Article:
“Wrongful Trading vs Fraudulent Trading: What are they?”

Wrongful trading can be better thought of as ‘irresponsible trading’ and mismanagement of an insolvent company. It was brought about so creditors could recover money from directors who wilfully traded irresponsibly (and acted without care or consideration for the creditors) and in doing so increased the debts to them.

This article will explain the concept of wrongful trading in detail, and how this may affect you if you’re the director of an insolvency company.

Wrongful Trading, Fraudulent Trading and Insolvency

Wrongful and Fraudulent Trading in Company Law

Insolvency Act 1986 (Section 214)

Wrongful trading or ‘trading irresponsibly’ is a kind of civil wrong covered under Section 214 of the Insolvency Act 1986. For this reason, industry professionals often refer to it simply as ‘Section 214.’ Designed as a counterpart to fraudulent trading, the principle of wrongful trading is that the director of a UK limited company becomes fully aware of their company’s insolvency yet does not act in a way that minimises the loss to company creditors.

Under Section 214, wrongful trading is defined when a director of a company allows the business to trade past the point where they:

  • ‘knew, or ought to have concluded that there was no reasonable prospect of avoiding insolvent liquidation’;
  • ‘did not take “every step with a view to minimising the potential loss to the company’s creditors’.

Companies Act 2006, Section 993 Fraudulent Trading

Where fraud is concerned, the Companies Act 2006 makes clear that every person ‘knowingly a party to the carrying on of the business in that manner’ can be held accountable. The penalties could be up to 10 years imprisonment and/or a fine. The full wording is here.

Who Can be Liable for Wrongful Trading?

The wrongful trading laws apply to limited company directors (whose appointment is registered with Companies House) but also to:

  •  De facto directors – A director who, while not officially appointed, makes the decisions of a director. He/She may be treated by other directors as a director, and may sign company documents
  • Shadow Directors – A shadow director is someone who acts in a position of influence behind the scenes as a director, while having another carry out the actions for him. An example of this could be where a director has received a disqualification order but then appoints his partner as director and continues to function in the role.

Is Wrongful Trading a Criminal Offence?

Wrongful trading, which is based on negligence or irresponsibility, is a civil offence. While it is a serious matter and can lead to directorial disqualification, it’s significantly less serious than the knowing attempt to defraud creditors implied by fraudulent trading.

What is Fraudulent Trading?

When a director sets up to deliberately defraud creditors it is known as fraudulent trading. Covered in Section 213 of the Insolvency Act, fraudulent trading is crucially not applicable to merely directors but to “any persons who were knowingly parties to the carrying on of the business”.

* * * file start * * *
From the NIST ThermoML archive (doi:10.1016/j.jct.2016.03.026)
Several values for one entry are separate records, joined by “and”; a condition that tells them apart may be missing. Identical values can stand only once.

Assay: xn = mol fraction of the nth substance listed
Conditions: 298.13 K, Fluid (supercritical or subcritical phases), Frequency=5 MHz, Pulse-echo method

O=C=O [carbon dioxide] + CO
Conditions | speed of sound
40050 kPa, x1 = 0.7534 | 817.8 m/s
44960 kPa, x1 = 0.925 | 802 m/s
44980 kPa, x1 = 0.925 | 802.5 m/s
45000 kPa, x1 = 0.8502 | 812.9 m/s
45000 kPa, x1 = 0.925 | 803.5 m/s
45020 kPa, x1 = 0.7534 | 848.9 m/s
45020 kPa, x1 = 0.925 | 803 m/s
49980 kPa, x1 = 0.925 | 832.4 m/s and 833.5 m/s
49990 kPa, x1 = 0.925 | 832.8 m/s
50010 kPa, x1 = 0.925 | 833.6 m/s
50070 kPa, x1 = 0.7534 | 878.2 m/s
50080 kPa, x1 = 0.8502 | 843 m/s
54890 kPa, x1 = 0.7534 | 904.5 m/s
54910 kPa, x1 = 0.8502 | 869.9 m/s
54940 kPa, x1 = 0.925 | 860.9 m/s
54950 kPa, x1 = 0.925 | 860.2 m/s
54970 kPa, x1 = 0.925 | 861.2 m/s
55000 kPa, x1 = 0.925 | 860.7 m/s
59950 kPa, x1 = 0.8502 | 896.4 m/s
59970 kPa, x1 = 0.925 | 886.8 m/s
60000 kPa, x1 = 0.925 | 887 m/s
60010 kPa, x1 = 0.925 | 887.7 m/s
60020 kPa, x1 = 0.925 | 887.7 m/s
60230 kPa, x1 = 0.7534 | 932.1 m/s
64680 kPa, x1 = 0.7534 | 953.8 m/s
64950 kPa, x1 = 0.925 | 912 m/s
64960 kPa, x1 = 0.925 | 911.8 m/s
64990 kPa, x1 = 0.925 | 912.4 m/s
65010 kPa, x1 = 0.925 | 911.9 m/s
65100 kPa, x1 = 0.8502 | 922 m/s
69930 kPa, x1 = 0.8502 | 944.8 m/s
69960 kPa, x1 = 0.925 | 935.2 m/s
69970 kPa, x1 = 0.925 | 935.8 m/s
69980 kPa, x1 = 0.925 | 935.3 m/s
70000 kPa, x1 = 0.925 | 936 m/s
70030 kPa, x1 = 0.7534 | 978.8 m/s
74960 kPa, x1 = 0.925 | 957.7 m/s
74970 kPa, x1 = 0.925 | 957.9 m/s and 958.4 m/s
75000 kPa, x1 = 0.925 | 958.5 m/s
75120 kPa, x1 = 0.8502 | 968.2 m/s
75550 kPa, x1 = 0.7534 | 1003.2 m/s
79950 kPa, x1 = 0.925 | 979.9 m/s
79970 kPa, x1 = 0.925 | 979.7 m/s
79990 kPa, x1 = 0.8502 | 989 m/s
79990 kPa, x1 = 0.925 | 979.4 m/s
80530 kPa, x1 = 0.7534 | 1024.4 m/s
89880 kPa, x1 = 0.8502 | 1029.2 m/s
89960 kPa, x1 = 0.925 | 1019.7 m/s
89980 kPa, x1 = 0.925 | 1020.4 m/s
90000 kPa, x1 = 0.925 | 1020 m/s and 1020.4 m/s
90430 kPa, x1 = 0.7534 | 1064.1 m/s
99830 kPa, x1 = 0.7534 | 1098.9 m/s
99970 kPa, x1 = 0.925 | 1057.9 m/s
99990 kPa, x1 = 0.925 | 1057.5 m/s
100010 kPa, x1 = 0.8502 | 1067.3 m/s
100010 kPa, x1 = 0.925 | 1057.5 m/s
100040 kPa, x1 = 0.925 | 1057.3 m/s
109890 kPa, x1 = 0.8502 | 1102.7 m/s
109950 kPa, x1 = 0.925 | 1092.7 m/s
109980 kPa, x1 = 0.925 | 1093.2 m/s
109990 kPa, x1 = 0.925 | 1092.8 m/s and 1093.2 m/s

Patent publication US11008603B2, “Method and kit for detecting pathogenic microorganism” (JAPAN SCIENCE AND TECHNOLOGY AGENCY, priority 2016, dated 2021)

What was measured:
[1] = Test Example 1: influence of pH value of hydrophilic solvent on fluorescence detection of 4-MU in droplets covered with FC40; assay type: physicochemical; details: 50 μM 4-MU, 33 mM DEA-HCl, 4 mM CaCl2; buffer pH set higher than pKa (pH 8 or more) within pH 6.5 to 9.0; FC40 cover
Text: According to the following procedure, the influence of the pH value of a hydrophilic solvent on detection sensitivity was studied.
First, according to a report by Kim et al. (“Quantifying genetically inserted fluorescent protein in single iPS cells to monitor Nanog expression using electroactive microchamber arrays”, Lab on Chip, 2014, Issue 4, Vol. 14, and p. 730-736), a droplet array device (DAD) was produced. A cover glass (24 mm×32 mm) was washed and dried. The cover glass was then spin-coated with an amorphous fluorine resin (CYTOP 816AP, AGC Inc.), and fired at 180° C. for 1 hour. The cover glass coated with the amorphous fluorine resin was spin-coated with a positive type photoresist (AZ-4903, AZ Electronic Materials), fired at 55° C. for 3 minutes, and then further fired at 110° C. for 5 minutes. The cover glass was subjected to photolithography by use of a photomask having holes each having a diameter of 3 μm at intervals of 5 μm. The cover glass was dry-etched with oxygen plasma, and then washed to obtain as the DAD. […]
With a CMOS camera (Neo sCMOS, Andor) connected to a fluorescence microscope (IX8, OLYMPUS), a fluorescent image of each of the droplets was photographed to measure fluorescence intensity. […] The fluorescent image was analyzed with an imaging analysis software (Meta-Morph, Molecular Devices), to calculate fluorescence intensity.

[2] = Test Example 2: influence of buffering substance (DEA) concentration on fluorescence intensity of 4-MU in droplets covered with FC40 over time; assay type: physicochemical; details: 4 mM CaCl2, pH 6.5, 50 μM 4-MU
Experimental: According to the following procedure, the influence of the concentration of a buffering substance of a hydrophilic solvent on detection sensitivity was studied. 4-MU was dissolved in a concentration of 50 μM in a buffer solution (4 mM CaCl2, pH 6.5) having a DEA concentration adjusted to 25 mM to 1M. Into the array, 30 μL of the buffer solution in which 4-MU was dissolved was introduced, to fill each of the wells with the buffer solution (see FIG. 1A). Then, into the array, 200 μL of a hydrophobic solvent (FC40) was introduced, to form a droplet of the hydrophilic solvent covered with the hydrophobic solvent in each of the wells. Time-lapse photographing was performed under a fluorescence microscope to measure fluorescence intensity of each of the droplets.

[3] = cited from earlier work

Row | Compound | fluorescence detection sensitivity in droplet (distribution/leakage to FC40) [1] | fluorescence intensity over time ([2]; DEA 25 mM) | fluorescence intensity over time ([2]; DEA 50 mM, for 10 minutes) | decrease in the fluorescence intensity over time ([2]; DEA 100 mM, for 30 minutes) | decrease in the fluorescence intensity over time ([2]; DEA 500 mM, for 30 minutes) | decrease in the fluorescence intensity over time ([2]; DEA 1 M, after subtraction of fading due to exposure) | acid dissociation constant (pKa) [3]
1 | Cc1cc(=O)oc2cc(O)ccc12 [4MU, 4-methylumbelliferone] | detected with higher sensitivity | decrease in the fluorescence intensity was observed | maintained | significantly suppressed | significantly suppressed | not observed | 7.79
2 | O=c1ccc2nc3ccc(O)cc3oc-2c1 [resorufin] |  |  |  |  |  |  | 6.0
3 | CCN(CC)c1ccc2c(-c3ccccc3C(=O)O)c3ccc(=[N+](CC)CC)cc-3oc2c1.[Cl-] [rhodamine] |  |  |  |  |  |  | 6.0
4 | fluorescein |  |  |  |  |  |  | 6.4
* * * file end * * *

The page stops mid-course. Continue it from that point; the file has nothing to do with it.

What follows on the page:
Is Fraudulent Trading a Criminal Offence?

It is covered by Section 993 of the Companies Act 2006 which lists fraudulent trading as a criminal offence which could be punished by up to ten years in prison. It also renders guilt parties personally liable for contributions to the company assets.

What’s the Difference between Wrongful and Fraudulent Trading?

A common question we are asked concerns the differences between wrongful and fraudulent trading. The key point here is intent. Many directors carry on trading while insolvent, for example, simply out of ignorance. So this qualifies as wrongful trading. Fraudulent trading, on the other hand, is where someone has continued to trade knowingly, with the intention of deceiving the creditors.

Both are serious offences, carrying the potential for disqualification of the directors and can may mean that directors could become personally liable for debts.

What are the Penalties for Wrongful and Fraudulent Trading?

The judge has wide ranging powers and discretion over what compensation may be repaid to creditors, but of course there are other implications too. As part of any compulsory or voluntary liquidation any liquidator must report on the director’s conduct by completing an online questionnaire covering various of a director’s actions that have impacted adversely on the company’s insolvent situation. This ‘blameworthy, or dishonest’ activity is reported to the Insolvency Service who may decide to investigate the director further.

Some of the actions taken will involve the liquidator seeking to reverse the offending transaction i.e. seeking repayment of company monies from the recipient. Others involve a contribution from you as a former director to the loss sustained by the limited company arising from that act.

Any wrongful trading that has been identified as ‘blameworthy, or dishonest’ may lead to a director being disqualified for 2-15 years and or fined and in the worst cases imprisonment.

Fraudulent trading penalties can run far higher because the amounts to be repaid do not necessarily stop with the money defrauded, but may include compensation, and a punitive element. There will also be legal costs.

How Long is the Director’s Limitation Period for Wrongful Trading?